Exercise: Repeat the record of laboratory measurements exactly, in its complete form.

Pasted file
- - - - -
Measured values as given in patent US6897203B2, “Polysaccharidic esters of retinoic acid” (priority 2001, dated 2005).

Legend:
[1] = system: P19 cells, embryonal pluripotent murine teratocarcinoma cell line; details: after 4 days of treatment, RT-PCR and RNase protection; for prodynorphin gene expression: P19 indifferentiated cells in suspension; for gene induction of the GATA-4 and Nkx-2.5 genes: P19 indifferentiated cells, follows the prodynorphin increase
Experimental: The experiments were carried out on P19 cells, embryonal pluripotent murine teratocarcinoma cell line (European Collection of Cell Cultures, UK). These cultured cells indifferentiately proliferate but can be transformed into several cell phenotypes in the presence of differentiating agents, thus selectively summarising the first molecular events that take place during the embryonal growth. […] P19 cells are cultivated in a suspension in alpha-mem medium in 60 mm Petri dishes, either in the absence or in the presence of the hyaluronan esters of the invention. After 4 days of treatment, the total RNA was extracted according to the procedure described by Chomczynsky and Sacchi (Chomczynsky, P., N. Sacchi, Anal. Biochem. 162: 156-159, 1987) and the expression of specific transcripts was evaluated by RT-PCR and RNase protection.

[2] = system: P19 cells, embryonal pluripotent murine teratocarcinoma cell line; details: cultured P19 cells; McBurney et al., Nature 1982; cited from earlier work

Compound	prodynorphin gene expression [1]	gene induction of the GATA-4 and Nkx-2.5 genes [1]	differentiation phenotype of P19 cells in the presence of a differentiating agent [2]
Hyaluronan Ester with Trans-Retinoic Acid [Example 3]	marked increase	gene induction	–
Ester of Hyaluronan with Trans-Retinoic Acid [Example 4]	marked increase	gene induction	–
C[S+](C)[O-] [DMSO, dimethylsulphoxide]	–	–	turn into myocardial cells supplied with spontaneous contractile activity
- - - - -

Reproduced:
Measured values as given in patent US6897203B2, “Polysaccharidic esters of retinoic acid” (priority 2001, dated 2005).

Legend:
[1] = system: P19 cells, embryonal pluripotent murine teratocarcinoma cell line; details: after 4 days of treatment, RT-PCR and RNase protection; for prodynorphin gene expression: P19 indifferentiated cells in suspension; for gene induction of the GATA-4 and Nkx-2.5 genes: P19 indifferentiated cells, follows the prodynorphin increase
Experimental: The experiments were carried out on P19 cells, embryonal pluripotent murine teratocarcinoma cell line (European Collection of Cell Cultures, UK). These cultured cells indifferentiately proliferate but can be transformed into several cell phenotypes in the presence of differentiating agents, thus selectively summarising the first molecular events that take place during the embryonal growth. […] P19 cells are cultivated in a suspension in alpha-mem medium in 60 mm Petri dishes, either in the absence or in the presence of the hyaluronan esters of the invention. After 4 days of treatment, the total RNA was extracted according to the procedure described by Chomczynsky and Sacchi (Chomczynsky, P., N. Sacchi, Anal. Biochem. 162: 156-159, 1987) and the expression of specific transcripts was evaluated by RT-PCR and RNase protection.

[2] = system: P19 cells, embryonal pluripotent murine teratocarcinoma cell line; details: cultured P19 cells; McBurney et al., Nature 1982; cited from earlier work

Compound	prodynorphin gene expression [1]	gene induction of the GATA-4 and Nkx-2.5 genes [1]	differentiation phenotype of P19 cells in the presence of a differentiating agent [2]
Hyaluronan Ester with Trans-Retinoic Acid [Example 3]	marked increase	gene induction	–
Ester of Hyaluronan with Trans-Retinoic Acid [Example 4]	marked increase	gene induction	–
C[S+](C)[O-] [DMSO, dimethylsulphoxide]	–	–	turn into myocardial cells supplied with spontaneous contractile activity